According to an article by John Kiriakou, a former CIA counterterrorism officer, Haspel was responsible for allowing some of the most brutal torture methods despite a lack of new information provided by the detainees. Kiriakou also accused Haspel of directly overseeing the staff in Thailand, including Mitchell and Jessen. Kiriakou himself served 23 months in prison after pleading guilty to blowing the whistle about Bush administration waterboarding and torture of detainees.
With such resistance to this case and previous lawsuits brought forth by victims of CIA torture it is clear the Deep State players do not want the public to know the depths of their depravity.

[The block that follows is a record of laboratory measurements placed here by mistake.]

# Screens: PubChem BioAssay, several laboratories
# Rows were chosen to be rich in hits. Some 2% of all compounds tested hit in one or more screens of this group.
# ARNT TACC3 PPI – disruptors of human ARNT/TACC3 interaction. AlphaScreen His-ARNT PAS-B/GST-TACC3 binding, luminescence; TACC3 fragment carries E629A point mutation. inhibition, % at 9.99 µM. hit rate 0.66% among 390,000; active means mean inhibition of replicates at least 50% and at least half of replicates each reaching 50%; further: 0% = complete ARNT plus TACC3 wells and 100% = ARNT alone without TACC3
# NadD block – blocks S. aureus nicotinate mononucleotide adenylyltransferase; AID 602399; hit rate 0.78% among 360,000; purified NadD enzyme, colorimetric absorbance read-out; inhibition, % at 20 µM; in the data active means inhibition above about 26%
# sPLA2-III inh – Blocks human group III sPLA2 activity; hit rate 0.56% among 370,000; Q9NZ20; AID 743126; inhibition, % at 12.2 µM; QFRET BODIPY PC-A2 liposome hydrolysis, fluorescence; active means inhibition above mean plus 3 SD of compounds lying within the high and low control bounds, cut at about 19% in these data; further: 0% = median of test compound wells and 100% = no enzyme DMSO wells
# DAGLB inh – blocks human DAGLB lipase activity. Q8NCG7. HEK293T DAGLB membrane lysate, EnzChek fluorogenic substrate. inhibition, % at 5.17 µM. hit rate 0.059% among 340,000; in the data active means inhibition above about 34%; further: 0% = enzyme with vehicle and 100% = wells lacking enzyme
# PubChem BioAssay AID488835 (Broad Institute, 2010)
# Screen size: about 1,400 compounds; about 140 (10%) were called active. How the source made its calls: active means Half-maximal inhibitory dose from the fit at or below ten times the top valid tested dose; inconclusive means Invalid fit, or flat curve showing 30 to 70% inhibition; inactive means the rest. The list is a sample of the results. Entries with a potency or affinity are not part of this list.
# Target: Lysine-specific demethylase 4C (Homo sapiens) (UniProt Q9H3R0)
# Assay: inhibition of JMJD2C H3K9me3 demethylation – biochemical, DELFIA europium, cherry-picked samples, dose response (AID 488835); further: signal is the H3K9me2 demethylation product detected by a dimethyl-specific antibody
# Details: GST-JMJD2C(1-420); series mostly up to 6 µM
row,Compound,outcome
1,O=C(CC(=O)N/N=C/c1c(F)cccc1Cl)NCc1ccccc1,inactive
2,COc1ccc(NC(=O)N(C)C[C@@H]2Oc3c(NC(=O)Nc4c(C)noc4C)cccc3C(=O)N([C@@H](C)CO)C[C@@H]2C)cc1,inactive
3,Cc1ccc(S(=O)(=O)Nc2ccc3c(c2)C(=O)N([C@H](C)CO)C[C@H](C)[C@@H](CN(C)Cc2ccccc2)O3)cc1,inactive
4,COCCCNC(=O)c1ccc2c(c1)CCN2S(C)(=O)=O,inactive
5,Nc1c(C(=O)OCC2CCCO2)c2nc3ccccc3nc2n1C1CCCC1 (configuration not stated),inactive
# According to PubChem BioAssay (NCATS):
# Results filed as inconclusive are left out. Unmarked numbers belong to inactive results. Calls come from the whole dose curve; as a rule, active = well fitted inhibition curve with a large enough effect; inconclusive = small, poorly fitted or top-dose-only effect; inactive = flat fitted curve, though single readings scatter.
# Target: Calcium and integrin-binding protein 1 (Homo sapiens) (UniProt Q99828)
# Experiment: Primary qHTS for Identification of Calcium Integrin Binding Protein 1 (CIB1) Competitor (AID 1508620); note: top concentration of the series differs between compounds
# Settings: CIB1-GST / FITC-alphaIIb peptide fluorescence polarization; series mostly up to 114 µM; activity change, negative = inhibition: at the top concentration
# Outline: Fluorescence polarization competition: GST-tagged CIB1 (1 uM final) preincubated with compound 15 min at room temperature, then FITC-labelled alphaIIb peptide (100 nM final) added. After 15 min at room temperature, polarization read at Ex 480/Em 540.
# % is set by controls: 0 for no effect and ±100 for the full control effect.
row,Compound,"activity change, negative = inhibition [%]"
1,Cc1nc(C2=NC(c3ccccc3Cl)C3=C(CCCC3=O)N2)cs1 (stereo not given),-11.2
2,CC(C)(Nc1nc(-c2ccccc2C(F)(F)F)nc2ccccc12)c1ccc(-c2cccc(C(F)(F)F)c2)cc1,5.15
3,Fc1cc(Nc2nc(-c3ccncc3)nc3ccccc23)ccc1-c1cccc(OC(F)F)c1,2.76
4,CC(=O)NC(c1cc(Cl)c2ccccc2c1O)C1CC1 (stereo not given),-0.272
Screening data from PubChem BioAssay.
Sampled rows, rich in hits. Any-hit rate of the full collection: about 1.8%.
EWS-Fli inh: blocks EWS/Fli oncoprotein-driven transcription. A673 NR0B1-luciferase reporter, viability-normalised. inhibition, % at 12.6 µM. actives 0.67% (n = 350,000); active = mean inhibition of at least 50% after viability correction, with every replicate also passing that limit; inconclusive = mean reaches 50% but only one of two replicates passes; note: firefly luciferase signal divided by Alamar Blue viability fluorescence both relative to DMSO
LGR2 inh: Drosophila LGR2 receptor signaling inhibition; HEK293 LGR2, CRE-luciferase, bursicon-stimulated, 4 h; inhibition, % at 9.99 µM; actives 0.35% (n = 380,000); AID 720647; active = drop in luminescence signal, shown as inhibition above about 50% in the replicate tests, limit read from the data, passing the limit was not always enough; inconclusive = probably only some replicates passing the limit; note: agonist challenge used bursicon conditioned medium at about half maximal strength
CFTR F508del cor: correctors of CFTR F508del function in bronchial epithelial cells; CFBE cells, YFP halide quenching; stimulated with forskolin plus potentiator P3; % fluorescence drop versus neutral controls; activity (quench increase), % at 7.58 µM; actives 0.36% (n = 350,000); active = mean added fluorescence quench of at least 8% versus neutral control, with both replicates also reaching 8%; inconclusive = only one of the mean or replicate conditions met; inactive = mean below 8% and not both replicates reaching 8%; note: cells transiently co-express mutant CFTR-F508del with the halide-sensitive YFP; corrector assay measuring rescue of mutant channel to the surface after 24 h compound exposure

As the ACLU noted, “Salim v. Mitchell, however, marks the first time the program’s victims have been able to litigate their claims.” The case hinged on the role of Mitchell and Jessen. Although the two men have not been forced to testify, two CIA officials gave a deposition that offered a first hand look at the callous disregard for human life that was exhibited by the people making these decisions.
Lawyers with the ACLU and Gibbons law firm questioned Jose Rodriguez, former director of the CIA’s Counterterrorism Center, and John Rizzo, acting general counsel at the agency for most of the program. Rodriguez has been a vocal defender of the CIA torture program. One of the most contentious elements of the program is the fact that Mitchell and Jessen had no experience with this kind of work. In fact, the techniques promoted by the psychologists had only ever been tested with dummies.